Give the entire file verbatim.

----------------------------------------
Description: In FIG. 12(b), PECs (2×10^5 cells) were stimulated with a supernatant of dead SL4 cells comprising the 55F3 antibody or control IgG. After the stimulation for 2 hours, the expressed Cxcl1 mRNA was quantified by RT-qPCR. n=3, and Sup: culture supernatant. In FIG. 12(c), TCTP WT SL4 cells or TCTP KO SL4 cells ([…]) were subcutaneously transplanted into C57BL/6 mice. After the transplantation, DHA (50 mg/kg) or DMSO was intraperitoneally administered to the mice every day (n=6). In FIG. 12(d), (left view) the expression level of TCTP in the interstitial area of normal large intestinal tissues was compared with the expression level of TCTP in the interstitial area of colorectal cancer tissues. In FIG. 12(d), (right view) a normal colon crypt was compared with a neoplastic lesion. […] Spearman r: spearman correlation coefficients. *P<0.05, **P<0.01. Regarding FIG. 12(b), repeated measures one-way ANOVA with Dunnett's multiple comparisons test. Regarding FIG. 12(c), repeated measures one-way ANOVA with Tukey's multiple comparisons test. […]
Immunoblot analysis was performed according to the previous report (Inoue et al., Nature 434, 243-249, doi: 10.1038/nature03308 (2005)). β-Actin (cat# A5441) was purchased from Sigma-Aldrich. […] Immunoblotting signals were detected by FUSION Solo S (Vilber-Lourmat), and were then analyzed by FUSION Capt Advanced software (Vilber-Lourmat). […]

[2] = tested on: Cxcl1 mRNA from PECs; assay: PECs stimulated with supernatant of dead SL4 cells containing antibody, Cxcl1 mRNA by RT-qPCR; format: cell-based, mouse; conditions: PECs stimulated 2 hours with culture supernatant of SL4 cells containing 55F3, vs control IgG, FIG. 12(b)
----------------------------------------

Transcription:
Description: In FIG. 12(b), PECs (2×10^5 cells) were stimulated with a supernatant of dead SL4 cells comprising the 55F3 antibody or control IgG. After the stimulation for 2 hours, the expressed Cxcl1 mRNA was quantified by RT-qPCR. n=3, and Sup: culture supernatant. In FIG. 12(c), TCTP WT SL4 cells or TCTP KO SL4 cells ([…]) were subcutaneously transplanted into C57BL/6 mice. After the transplantation, DHA (50 mg/kg) or DMSO was intraperitoneally administered to the mice every day (n=6). In FIG. 12(d), (left view) the expression level of TCTP in the interstitial area of normal large intestinal tissues was compared with the expression level of TCTP in the interstitial area of colorectal cancer tissues. In FIG. 12(d), (right view) a normal colon crypt was compared with a neoplastic lesion. […] Spearman r: spearman correlation coefficients. *P<0.05, **P<0.01. Regarding FIG. 12(b), repeated measures one-way ANOVA with Dunnett's multiple comparisons test. Regarding FIG. 12(c), repeated measures one-way ANOVA with Tukey's multiple comparisons test. […]
Immunoblot analysis was performed according to the previous report (Inoue et al., Nature 434, 243-249, doi: 10.1038/nature03308 (2005)). β-Actin (cat# A5441) was purchased from Sigma-Aldrich. […] Immunoblotting signals were detected by FUSION Solo S (Vilber-Lourmat), and were then analyzed by FUSION Capt Advanced software (Vilber-Lourmat). […]

[2] = tested on: Cxcl1 mRNA from PECs; assay: PECs stimulated with supernatant of dead SL4 cells containing antibody, Cxcl1 mRNA by RT-qPCR; format: cell-based, mouse; conditions: PECs stimulated 2 hours with culture supernatant of SL4 cells containing 55F3, vs control IgG, FIG. 12(b)